Prediction of depression in European general practice attendees: the PREDICT study
- Michael King1Email author,
- Scott Weich2,
- Francisco Torres-González3,
- Igor Švab4,
- Heidi-Ingrid Maaroos5,
- Jan Neeleman6,
- Miguel Xavier7,
- Richard Morris8,
- Carl Walker1,
- Juan A Bellón-Saameño9,
- Berta Moreno-Küstner3,
- Danica Rotar4,
- Janez Rifel4,
- Anu Aluoja5,
- Ruth Kalda5,
- Mirjam I Geerlings6,
- Idalmiro Carraça10,
- Manuel Caldas de Almeida11,
- Benjamin Vicente12,
- Sandra Saldivia12,
- Pedro Rioseco12 and
- Irwin Nazareth13
© King et al; licensee BioMed Central Ltd. 2006
Received: 20 October 2005
Accepted: 12 January 2006
Published: 12 January 2006
Prevention of depression must address multiple risk factors. Estimating overall risk across a range of putative risk factors is fundamental to prevention of depression. However, we lack reliable and valid methods of risk estimation. This protocol paper introduces PREDICT, an international research study to address this risk estimation.
This is a prospective study in which consecutive general practice attendees in six European countries are recruited and followed up after six and 12 months. Prevalence of depression is assessed at baseline and each follow-up point. Consecutive attendees between April 2003 and September 2004 who were aged 18 to 75 were asked to take part. The possibility of a depressive episode was assessed using the Depression Section of the Composite International Diagnostic Interview. A selection of presumed risk factors was based on our previous work and a systematic review of the literature. It was necessary to evaluate the test-retest reliability of a number of risk factor questions that were developed specifically, or adapted, for the PREDICT study. In a separate reliability study conducted between January and November 2003, consecutive general practice attendees in the six participating European countries completed the risk factor items on two occasions, two weeks apart. The overall response rate at entry to the study was 69%. We exceeded our expected recruitment rate, achieving a total of 10,048 people in all. Reliability coefficients were generally good to excellent.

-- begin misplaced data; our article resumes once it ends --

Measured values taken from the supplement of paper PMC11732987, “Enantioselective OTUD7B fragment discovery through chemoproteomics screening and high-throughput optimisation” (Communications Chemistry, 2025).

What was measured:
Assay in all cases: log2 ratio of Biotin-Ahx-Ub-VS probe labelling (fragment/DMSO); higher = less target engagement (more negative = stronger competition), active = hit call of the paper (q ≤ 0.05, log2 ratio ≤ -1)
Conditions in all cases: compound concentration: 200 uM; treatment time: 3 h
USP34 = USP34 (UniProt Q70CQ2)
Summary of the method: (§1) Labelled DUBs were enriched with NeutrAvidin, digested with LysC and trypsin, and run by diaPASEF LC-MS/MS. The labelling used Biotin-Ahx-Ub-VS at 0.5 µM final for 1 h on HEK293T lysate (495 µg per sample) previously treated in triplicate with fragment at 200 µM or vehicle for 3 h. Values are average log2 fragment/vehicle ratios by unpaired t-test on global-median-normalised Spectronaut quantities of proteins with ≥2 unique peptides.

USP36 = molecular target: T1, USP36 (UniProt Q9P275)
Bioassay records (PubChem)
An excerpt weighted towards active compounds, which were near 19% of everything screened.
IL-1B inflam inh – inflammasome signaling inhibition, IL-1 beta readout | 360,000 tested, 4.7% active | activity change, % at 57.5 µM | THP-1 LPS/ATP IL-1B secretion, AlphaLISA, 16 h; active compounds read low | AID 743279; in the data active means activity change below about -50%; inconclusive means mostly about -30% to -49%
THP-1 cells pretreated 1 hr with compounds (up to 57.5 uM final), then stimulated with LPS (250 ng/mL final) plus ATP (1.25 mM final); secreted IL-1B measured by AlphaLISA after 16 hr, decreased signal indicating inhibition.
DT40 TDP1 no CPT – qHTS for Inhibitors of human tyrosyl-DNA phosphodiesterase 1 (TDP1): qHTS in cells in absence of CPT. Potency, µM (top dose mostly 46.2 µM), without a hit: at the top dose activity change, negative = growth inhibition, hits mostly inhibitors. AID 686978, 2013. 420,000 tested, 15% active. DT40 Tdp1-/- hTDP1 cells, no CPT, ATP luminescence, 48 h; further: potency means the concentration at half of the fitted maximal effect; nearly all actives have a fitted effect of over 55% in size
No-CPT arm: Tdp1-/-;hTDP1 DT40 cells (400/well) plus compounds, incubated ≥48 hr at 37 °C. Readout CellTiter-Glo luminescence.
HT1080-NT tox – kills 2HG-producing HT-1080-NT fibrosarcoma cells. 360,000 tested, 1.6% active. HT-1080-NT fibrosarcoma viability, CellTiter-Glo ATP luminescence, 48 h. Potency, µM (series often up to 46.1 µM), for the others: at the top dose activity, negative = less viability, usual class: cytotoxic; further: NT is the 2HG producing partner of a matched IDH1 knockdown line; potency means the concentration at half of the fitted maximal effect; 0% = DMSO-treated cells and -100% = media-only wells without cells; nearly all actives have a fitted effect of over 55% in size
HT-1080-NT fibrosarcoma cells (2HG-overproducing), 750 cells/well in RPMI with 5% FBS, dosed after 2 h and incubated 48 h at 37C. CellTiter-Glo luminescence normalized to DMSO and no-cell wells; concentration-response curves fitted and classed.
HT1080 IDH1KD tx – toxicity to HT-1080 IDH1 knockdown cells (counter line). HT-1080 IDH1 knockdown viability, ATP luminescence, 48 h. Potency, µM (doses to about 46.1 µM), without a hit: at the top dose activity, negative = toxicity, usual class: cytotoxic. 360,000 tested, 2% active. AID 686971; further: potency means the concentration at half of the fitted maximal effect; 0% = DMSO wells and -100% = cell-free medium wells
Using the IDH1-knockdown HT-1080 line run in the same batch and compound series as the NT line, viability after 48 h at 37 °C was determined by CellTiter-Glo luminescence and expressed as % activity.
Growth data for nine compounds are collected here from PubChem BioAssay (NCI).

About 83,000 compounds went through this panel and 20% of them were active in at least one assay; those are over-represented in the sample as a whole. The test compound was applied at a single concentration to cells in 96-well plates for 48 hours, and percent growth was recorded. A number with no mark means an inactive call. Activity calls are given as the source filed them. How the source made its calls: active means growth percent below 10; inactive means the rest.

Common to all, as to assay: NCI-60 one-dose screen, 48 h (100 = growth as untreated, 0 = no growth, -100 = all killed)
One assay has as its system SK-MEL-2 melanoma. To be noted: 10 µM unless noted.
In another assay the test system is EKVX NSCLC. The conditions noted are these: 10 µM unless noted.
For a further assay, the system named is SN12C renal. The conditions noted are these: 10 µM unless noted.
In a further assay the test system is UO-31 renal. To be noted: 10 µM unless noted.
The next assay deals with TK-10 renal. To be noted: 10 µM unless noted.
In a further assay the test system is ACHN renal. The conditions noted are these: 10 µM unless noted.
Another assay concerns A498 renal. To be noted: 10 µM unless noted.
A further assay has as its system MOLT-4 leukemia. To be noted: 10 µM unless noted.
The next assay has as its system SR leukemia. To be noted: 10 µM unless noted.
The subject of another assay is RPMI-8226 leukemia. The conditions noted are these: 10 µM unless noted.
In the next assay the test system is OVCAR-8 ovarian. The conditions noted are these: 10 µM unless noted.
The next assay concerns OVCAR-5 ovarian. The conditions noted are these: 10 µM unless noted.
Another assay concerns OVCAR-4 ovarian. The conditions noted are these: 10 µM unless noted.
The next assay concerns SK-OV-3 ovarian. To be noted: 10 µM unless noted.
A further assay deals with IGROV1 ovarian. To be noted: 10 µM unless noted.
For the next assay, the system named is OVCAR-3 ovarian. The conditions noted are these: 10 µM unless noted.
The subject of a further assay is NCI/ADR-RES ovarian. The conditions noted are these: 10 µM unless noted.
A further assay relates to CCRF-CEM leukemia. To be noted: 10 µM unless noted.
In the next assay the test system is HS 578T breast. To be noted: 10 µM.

Response rate to follow-up in all countries was uniformly high, which suggests that prediction will be based on almost a full cohort. The results of our reliability analysis are encouraging and suggest that data collected during the course of PREDICT will have a satisfactory level of stability. The development of a multi-factor risk score for depression will lay the foundation for future research on risk reduction in primary care. Our data will also provide the necessary evidence base on which to develop and evaluate interventions to reduce the prevalence of depression.